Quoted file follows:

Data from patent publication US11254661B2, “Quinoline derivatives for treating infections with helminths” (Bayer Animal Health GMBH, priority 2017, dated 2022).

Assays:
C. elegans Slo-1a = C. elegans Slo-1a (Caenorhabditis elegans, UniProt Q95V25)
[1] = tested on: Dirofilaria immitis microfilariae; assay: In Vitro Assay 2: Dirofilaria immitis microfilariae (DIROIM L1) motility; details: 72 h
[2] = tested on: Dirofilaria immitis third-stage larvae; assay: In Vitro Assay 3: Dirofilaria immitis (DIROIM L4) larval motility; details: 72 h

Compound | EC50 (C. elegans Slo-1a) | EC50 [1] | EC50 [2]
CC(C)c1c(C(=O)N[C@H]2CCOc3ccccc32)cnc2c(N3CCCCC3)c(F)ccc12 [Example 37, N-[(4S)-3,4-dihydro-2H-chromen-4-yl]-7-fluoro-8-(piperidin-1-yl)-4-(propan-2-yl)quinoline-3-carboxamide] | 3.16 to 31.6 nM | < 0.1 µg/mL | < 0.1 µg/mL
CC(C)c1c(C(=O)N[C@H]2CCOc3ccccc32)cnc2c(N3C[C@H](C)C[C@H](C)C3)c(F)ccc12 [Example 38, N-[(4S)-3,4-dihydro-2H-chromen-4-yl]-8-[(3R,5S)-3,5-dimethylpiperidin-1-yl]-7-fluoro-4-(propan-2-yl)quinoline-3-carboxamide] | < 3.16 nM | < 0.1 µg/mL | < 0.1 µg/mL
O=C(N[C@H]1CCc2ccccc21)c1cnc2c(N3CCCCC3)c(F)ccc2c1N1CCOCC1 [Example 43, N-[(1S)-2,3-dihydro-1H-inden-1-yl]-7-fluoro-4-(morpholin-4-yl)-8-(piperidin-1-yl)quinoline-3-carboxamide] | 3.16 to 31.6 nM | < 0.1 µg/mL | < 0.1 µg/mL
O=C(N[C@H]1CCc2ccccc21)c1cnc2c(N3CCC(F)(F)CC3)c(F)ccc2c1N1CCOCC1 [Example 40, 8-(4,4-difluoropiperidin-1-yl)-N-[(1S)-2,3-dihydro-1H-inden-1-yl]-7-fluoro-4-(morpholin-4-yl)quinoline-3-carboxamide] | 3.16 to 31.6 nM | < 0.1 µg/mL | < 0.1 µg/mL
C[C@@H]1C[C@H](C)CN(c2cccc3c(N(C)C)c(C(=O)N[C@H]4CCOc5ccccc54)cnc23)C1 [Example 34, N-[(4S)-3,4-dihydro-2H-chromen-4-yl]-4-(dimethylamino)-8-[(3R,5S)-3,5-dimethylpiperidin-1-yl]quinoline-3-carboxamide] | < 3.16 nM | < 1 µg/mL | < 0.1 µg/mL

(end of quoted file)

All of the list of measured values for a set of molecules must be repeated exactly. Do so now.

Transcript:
Data from patent publication US11254661B2, “Quinoline derivatives for treating infections with helminths” (Bayer Animal Health GMBH, priority 2017, dated 2022).

Assays:
C. elegans Slo-1a = C. elegans Slo-1a (Caenorhabditis elegans, UniProt Q95V25)
[1] = tested on: Dirofilaria immitis microfilariae; assay: In Vitro Assay 2: Dirofilaria immitis microfilariae (DIROIM L1) motility; details: 72 h
[2] = tested on: Dirofilaria immitis third-stage larvae; assay: In Vitro Assay 3: Dirofilaria immitis (DIROIM L4) larval motility; details: 72 h

Compound | EC50 (C. elegans Slo-1a) | EC50 [1] | EC50 [2]
CC(C)c1c(C(=O)N[C@H]2CCOc3ccccc32)cnc2c(N3CCCCC3)c(F)ccc12 [Example 37, N-[(4S)-3,4-dihydro-2H-chromen-4-yl]-7-fluoro-8-(piperidin-1-yl)-4-(propan-2-yl)quinoline-3-carboxamide] | 3.16 to 31.6 nM | < 0.1 µg/mL | < 0.1 µg/mL
CC(C)c1c(C(=O)N[C@H]2CCOc3ccccc32)cnc2c(N3C[C@H](C)C[C@H](C)C3)c(F)ccc12 [Example 38, N-[(4S)-3,4-dihydro-2H-chromen-4-yl]-8-[(3R,5S)-3,5-dimethylpiperidin-1-yl]-7-fluoro-4-(propan-2-yl)quinoline-3-carboxamide] | < 3.16 nM | < 0.1 µg/mL | < 0.1 µg/mL
O=C(N[C@H]1CCc2ccccc21)c1cnc2c(N3CCCCC3)c(F)ccc2c1N1CCOCC1 [Example 43, N-[(1S)-2,3-dihydro-1H-inden-1-yl]-7-fluoro-4-(morpholin-4-yl)-8-(piperidin-1-yl)quinoline-3-carboxamide] | 3.16 to 31.6 nM | < 0.1 µg/mL | < 0.1 µg/mL
O=C(N[C@H]1CCc2ccccc21)c1cnc2c(N3CCC(F)(F)CC3)c(F)ccc2c1N1CCOCC1 [Example 40, 8-(4,4-difluoropiperidin-1-yl)-N-[(1S)-2,3-dihydro-1H-inden-1-yl]-7-fluoro-4-(morpholin-4-yl)quinoline-3-carboxamide] | 3.16 to 31.6 nM | < 0.1 µg/mL | < 0.1 µg/mL
C[C@@H]1C[C@H](C)CN(c2cccc3c(N(C)C)c(C(=O)N[C@H]4CCOc5ccccc54)cnc23)C1 [Example 34, N-[(4S)-3,4-dihydro-2H-chromen-4-yl]-4-(dimethylamino)-8-[(3R,5S)-3,5-dimethylpiperidin-1-yl]quinoline-3-carboxamide] | < 3.16 nM | < 1 µg/mL | < 0.1 µg/mL